Sprint running mechanics
Written by Jean-Benoit Morin, France
Category: Sports Science

Volume 2 | Issue 3 | 2013
Volume 2 - Issue 3

New technology, new concepts, new perspectives


– Written by Jean-Benoit Morin, France


Be it a direct (e.g. track and field events) or an indirect determinant of athletic performance (e.g. soccer, rugby, bobsleigh), sprint running is a key ability in many sports. For this reason, it is both the focus of specific training programmes and exercises, as well as a major cause of injuries. Further understanding of the mechanics of sprint-ing will surely help to design better training exercises to improve injury prevention and/or manage rehabilitation and return to sport strategies. The field of sport biomechanics, like other fields of sport science, is dependent on advances in the technology available to explore human locomotion. This is particularly important when studying sprinting i.e. an all-out ballistic activity that makes the human body move at speeds ranging 30 to 40 km/hour, making any direct biomechanical measurement rather challenging. A new device, the motorised instrumented sprint treadmill (IST), was first developed at the University of St-Etienne, France. This article will present the device, the new concepts and some of the results and new perspectives it has opened up in the fields of sport performance science, injury prevention and rehabilitation.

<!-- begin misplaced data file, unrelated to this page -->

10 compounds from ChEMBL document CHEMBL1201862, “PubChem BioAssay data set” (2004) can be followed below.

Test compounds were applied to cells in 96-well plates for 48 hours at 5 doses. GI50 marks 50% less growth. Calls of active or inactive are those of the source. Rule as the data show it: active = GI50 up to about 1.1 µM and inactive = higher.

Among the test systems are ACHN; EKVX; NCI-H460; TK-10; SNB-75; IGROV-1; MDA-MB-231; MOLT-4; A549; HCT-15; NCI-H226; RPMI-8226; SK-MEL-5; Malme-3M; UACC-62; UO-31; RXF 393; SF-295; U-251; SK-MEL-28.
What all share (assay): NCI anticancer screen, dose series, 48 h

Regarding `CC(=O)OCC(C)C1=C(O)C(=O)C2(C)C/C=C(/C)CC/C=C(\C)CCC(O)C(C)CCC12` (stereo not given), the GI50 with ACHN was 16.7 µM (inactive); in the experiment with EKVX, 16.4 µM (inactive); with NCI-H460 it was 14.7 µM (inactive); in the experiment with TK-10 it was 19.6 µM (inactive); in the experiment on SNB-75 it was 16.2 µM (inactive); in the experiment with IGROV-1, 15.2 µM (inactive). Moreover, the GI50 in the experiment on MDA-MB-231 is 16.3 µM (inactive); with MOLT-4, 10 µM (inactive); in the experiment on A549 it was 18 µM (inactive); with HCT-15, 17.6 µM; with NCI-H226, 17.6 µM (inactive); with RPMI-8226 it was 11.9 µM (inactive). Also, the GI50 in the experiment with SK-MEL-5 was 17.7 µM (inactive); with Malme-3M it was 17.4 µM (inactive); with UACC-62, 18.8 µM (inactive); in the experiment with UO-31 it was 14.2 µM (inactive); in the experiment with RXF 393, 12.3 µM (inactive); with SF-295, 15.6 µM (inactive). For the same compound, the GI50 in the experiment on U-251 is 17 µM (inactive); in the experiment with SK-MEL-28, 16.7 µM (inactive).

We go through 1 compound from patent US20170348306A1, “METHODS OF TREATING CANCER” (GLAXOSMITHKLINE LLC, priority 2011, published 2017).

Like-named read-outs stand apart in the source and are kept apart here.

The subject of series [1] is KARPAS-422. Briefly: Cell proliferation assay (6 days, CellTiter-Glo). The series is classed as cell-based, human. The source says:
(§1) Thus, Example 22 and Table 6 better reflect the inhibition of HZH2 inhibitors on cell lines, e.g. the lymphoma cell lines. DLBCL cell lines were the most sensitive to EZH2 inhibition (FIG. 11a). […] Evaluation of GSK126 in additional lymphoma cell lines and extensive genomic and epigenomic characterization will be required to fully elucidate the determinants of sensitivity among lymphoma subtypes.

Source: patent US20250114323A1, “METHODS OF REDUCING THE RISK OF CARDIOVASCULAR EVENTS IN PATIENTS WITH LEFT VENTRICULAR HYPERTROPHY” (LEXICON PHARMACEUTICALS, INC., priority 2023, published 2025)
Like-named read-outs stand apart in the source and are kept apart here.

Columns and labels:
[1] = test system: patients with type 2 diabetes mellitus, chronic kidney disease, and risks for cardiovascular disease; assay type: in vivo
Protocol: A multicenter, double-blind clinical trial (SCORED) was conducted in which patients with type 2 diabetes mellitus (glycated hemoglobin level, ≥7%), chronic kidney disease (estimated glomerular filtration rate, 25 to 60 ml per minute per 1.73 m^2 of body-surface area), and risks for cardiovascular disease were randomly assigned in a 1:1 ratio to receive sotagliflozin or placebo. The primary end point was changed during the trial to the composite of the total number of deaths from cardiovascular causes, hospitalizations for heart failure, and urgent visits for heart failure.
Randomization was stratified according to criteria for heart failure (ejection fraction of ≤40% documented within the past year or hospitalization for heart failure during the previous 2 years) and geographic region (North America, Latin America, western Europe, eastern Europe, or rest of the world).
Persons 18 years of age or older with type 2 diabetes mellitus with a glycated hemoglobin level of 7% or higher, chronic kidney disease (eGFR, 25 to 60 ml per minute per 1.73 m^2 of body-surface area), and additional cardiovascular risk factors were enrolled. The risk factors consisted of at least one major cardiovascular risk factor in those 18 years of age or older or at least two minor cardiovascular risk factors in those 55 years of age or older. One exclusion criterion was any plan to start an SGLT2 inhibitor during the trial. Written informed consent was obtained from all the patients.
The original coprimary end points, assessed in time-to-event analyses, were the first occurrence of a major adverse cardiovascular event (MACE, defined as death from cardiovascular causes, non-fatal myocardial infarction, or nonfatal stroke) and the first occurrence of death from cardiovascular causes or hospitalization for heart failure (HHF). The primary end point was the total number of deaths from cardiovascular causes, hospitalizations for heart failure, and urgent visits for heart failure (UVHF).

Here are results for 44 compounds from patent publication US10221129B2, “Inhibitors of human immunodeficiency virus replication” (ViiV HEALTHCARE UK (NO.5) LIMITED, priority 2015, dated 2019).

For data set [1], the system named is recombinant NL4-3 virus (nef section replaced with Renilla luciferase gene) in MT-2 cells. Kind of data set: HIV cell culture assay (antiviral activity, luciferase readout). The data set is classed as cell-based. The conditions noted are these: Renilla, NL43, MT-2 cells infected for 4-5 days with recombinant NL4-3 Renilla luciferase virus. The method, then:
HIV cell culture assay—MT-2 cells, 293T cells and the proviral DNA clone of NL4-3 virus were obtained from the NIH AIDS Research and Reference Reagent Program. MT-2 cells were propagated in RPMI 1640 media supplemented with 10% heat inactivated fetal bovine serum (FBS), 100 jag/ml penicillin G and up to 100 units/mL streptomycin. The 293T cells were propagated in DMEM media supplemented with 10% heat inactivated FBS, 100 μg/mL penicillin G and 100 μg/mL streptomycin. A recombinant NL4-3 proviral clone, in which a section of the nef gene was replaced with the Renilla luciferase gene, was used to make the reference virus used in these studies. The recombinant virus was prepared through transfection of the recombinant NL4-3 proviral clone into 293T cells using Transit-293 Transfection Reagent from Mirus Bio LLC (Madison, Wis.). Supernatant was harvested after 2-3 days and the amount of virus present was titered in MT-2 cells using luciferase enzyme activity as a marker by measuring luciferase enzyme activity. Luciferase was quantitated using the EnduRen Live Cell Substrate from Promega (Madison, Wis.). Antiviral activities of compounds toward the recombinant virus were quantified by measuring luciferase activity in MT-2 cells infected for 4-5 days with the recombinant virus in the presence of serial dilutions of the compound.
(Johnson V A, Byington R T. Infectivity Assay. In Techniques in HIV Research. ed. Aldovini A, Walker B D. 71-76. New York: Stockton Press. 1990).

One step further

Parallel to the widely-used cycle ergometers, sprint treadmills were developed in the late 1980s and 1990s to measure propulsive power1. This had the obvious advantage of being more realistic in assessing the physical capacities i.e. the athletic performance and muscular function of athletes. The main drawbacks of hitherto existing technologies were:

  1. Force and velocity mechanical output was not measured at the same location (along the tether system by force transducers and at the foot, respectively).
  2. The force along the tether which attached subjects to a fixed point behind them did not correspond exactly to the one produced at the foot (i.e. where velocity is measured).
  3. The sampling rate was relatively low (one value each 0.25 seconds at best i.e. a sampling rate of 4 Hz), which may have interfered with the accurate determination of instantaneous maximal power.
  4. Although various instrumented treadmills (i.e. Peter Weyand et al2-4) allow the achievement of top speeds similar to those reached over ground, record both ground reaction forces (GRF) and belt velocity at high sampling rates, only the vertical, but not the horizontal, component of the GRF signal can be computed.
  5. Furthermore, these treadmills only allow subjects to use ‘flying starts’ when dropping onto the rolling treadmill and not typical sprint accelerations from null velocity.